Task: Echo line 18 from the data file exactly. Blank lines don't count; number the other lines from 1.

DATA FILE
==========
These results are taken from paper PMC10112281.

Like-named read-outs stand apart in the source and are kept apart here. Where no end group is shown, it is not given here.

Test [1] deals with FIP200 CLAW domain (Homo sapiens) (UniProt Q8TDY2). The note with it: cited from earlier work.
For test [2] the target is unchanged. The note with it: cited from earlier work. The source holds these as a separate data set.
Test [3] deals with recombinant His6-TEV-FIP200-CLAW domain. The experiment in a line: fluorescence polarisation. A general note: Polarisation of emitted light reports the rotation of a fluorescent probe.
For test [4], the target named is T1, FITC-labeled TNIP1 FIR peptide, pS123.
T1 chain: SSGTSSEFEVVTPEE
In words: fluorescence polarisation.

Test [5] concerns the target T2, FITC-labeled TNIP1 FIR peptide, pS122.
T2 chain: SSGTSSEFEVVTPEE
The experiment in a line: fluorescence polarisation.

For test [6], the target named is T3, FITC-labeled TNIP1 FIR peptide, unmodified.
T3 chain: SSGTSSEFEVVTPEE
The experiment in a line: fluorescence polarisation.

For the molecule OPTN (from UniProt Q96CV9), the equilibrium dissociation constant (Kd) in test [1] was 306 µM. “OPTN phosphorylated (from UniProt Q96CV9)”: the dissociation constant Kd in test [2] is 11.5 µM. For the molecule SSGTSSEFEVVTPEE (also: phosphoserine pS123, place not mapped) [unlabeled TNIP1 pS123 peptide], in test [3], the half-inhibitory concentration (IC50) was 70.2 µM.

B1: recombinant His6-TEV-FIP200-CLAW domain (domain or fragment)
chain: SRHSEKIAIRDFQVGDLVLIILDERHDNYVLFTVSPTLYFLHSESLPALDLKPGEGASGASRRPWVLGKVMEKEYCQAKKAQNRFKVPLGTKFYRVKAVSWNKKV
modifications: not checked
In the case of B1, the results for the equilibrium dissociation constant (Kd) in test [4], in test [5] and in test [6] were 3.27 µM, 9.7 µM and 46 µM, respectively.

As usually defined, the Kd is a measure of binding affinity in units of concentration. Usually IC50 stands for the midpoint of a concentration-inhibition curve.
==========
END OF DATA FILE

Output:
modifications: not checked